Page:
Borders Group, owner of the second largest U.S. bookstore chain, said in its Chapter 11 bankruptcy filing that it will close down around 200 stores nationwide, sending store landlords into a tizzy.
Borders President Mike Edward said the decision was difficult but unavoidable as his chain does not have the capital resources it needs to be a viable competitor. The decision will affect 6,000 jobs but the stores it wants to close were losing a combined $2 million a week. Borders currently runs 659 stores nationwide.
The Chapter 11 filing is expected to give the company a fillip and help it compete against bigger rival Barnes & Nobel Inc. and stave off challenges from discounters such as Wal-Mart Stores Inc and Costco Wholesale Corp, Web retailers like Amazon.com Inc. and e-readers such as Kindle and iPad.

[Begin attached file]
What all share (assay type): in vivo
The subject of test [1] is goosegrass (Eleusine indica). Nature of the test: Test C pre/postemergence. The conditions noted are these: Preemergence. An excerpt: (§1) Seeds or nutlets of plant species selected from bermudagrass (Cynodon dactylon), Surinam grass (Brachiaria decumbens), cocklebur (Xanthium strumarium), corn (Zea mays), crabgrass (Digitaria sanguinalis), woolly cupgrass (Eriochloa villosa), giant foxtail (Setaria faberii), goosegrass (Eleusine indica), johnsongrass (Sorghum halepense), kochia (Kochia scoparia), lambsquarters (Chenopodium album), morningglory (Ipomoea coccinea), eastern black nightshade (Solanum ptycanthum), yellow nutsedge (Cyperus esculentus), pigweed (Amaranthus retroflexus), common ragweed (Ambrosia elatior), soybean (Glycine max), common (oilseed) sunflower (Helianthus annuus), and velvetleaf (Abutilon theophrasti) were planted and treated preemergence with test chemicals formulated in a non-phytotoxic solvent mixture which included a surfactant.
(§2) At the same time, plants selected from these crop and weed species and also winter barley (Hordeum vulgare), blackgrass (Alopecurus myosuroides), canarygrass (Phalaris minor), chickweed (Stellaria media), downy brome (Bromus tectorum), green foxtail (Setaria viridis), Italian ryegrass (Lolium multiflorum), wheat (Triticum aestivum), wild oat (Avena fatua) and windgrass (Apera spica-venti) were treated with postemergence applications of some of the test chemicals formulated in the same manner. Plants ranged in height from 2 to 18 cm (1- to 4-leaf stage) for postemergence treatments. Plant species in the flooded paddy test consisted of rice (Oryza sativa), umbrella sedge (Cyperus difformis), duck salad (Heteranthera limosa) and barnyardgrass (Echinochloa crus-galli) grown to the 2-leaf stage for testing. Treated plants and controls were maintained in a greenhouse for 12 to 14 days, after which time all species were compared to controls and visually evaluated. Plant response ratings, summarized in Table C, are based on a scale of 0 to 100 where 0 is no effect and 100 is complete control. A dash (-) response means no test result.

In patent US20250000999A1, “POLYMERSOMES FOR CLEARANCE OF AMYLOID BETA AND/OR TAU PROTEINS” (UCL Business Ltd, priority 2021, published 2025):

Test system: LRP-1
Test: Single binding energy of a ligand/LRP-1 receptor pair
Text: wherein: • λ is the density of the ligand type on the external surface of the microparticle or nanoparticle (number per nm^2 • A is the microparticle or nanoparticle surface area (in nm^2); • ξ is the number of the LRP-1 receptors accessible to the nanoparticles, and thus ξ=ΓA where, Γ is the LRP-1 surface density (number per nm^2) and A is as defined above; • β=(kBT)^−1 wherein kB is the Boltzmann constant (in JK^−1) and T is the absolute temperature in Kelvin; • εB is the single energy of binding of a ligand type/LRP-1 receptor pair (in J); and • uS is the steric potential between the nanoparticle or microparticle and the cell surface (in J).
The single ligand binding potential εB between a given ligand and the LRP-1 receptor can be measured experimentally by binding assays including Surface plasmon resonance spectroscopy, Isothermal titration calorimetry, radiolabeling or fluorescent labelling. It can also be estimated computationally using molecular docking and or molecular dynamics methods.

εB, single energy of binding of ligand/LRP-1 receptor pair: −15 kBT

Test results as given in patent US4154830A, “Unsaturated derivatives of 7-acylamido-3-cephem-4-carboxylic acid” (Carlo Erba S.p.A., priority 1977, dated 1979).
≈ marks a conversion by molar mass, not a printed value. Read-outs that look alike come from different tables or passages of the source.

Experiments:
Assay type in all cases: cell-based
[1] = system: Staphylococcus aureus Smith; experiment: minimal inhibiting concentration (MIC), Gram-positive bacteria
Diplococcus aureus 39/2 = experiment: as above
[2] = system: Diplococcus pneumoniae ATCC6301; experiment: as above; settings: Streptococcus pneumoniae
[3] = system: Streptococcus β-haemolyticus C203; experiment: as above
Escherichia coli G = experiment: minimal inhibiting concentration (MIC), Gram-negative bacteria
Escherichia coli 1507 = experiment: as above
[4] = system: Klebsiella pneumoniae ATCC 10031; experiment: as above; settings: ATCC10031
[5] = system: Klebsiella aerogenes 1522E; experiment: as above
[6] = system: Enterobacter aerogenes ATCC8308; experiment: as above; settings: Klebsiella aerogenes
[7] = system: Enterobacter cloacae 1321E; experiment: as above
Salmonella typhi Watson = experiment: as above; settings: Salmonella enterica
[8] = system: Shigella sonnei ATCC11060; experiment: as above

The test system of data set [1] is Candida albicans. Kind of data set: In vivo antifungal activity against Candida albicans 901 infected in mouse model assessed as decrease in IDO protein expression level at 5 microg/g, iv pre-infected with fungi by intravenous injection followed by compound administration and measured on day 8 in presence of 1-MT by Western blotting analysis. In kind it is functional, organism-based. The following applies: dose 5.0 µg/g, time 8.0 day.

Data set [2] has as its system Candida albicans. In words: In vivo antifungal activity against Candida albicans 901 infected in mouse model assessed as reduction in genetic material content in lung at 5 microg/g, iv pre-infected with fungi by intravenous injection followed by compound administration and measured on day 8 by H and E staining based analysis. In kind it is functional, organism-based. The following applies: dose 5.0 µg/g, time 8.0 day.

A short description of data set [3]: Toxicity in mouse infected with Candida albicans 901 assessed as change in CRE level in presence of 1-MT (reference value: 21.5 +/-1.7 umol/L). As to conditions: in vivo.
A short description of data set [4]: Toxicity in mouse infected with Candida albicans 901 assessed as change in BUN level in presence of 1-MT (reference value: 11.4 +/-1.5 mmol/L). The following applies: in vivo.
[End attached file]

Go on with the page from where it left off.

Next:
Most importantly, the decision is expected to help the company manage its finances better - as of Dec. 25, according to the documents filed on Wednesday, Borders had liabilities of $1.29 billion and assets of $1.28 billion.
The announcement, however, has sent Borders' landlords into a tizzy as the rental market is still soft and vacancy rates are high, even in prime shopping locations. Each of the Borders store, which will begin shutting down from this weekend, average 24,000 square feet.
Borders' landlords include mall owners Simon Property Group, Westfield Group and General Growth Properties Inc, which recently emerged from bankruptcy.